“Wild Is As Wild Was” by John Joseph Bowman

These wild animals didn’t get the memo.
There’s a town here now, people and
cars, slamming doors, houses buzzing
with Netflix and washing machines.

The bear who tipped over the garbage
on Borland Avenue didn’t
get the memo, nor did the mountain lion
who loped past Depoe Bay Coffee
and stopped at the corner
of High Street and Kenmass,
and sniffed the air outside the Journal.

The Steller’s Jay didn’t get the memo
or the Rock Wrens, the Acorn Woodpeckers,
Calliope Hummingbirds, Wild Turkeys, Stilts
or the Red-Tailed Hawks. They just go about
their business as though nothing has
changed since white settlers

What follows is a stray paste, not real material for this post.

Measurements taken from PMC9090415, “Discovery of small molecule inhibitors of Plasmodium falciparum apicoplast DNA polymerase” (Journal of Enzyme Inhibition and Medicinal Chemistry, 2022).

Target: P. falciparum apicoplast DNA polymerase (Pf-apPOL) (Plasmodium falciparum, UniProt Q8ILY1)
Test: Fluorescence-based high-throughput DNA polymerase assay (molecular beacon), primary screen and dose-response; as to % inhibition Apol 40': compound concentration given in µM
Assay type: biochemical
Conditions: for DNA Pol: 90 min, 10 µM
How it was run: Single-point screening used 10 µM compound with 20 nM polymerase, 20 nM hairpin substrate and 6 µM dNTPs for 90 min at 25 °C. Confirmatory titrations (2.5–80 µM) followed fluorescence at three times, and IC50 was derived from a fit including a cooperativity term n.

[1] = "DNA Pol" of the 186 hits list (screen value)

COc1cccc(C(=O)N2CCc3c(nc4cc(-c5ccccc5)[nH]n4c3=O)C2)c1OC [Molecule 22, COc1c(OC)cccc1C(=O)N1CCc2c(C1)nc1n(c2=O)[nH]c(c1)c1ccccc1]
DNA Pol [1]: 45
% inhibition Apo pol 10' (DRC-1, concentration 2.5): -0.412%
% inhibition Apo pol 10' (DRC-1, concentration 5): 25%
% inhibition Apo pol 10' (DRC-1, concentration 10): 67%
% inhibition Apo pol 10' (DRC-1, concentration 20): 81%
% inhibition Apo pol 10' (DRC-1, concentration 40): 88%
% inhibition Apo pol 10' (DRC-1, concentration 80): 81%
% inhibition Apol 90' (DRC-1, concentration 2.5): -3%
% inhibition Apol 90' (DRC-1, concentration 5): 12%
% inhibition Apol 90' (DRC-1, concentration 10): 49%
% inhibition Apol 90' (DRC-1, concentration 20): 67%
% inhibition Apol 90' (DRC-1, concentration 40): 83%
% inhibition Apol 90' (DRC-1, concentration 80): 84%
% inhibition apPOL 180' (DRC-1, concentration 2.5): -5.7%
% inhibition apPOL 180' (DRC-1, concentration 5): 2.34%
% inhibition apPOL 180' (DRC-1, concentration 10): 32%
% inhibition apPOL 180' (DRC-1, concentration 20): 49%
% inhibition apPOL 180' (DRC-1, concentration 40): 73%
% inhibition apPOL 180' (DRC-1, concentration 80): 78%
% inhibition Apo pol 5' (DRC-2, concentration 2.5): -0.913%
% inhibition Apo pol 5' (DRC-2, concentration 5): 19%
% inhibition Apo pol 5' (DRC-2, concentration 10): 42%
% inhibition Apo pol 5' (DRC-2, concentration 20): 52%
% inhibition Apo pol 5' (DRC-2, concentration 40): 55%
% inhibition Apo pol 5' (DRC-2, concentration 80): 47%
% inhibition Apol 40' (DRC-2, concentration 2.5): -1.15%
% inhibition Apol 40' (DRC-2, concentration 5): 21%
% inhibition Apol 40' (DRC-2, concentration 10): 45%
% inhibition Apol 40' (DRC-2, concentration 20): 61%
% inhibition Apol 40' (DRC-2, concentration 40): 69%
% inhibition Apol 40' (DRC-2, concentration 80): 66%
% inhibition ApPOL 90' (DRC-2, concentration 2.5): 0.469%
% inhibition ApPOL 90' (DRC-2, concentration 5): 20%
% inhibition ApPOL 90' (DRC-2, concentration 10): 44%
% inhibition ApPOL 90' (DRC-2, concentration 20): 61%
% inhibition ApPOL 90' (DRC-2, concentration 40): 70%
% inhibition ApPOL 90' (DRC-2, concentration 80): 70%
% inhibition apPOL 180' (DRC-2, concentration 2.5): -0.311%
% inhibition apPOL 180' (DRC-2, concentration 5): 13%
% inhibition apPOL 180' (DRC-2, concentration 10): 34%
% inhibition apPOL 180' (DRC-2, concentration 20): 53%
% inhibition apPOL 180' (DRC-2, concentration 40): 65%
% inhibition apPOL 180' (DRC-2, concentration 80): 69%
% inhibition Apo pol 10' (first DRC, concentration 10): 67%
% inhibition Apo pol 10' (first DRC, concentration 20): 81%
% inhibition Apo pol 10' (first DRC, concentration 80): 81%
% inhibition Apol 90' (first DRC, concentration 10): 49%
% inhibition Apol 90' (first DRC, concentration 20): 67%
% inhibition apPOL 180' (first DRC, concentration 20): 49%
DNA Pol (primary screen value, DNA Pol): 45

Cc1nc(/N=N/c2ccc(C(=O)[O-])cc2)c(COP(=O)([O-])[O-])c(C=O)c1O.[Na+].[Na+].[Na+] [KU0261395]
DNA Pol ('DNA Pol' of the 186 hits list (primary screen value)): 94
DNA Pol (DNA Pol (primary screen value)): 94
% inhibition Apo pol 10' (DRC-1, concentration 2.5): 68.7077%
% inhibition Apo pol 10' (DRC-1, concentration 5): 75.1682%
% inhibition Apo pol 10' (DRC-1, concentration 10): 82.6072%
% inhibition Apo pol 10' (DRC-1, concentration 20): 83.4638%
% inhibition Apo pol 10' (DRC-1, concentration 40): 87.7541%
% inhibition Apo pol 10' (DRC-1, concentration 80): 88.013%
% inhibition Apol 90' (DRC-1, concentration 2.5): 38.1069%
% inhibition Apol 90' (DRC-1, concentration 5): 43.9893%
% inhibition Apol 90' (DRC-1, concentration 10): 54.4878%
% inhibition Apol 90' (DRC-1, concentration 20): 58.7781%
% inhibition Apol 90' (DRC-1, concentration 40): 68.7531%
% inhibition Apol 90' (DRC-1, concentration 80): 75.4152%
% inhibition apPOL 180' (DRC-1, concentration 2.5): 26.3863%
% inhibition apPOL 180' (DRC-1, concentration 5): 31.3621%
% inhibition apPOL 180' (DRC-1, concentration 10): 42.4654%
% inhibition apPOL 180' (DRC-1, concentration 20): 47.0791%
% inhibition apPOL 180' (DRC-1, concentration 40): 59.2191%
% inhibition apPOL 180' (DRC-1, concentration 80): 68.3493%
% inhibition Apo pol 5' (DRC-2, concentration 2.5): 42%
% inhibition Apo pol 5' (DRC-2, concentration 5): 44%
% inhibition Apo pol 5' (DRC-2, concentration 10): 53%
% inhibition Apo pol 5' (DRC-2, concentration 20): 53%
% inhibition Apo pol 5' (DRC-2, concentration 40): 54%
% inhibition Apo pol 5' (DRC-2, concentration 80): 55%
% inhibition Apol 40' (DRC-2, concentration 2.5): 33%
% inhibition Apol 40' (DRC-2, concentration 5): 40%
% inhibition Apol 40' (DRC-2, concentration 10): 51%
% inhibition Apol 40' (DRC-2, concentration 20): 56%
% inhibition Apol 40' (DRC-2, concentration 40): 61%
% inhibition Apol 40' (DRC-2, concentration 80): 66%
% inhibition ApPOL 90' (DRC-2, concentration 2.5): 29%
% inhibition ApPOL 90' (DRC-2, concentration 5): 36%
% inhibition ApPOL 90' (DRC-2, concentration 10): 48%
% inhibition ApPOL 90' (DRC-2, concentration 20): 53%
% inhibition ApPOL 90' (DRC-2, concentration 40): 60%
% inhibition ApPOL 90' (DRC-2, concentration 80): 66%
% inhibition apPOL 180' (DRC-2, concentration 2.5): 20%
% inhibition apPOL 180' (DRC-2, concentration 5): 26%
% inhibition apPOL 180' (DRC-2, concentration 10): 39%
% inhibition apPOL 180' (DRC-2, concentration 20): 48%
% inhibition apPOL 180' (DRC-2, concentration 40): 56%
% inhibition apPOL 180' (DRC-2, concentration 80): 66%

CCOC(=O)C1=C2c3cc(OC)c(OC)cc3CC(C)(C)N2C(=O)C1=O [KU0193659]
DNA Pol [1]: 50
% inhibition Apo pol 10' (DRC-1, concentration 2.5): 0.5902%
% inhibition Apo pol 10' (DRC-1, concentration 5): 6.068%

displaced the peaceful Nisenan.

Our dog believes he can win fights
with raccoons and skunks the same way
he rips the stuffed hedgehog from
my grip as we play in the living room.

Ever wonder if they will all be
around after we’re gone? Will the
squirrels and possum adapt to the
choking air, the poisoned waters while
we fade away like a coyote sliding
into the shadowy woods after grabbing
a Siamese cat for dinner?

John Bowman is an editor and writer living in Auburn. Creatively, he writes poetry and short stories. Several of his poems have been published in magazines and online, and Finishing Line Press published his poetry chapbook, “This Could Be the House I Die In.” He and his wife, Valerie, conduct writing workshops and he writes a monthly column for the Auburn Journal. He is a baseball and basketball fan and enjoys walking the many trails in the foothills and along the American River.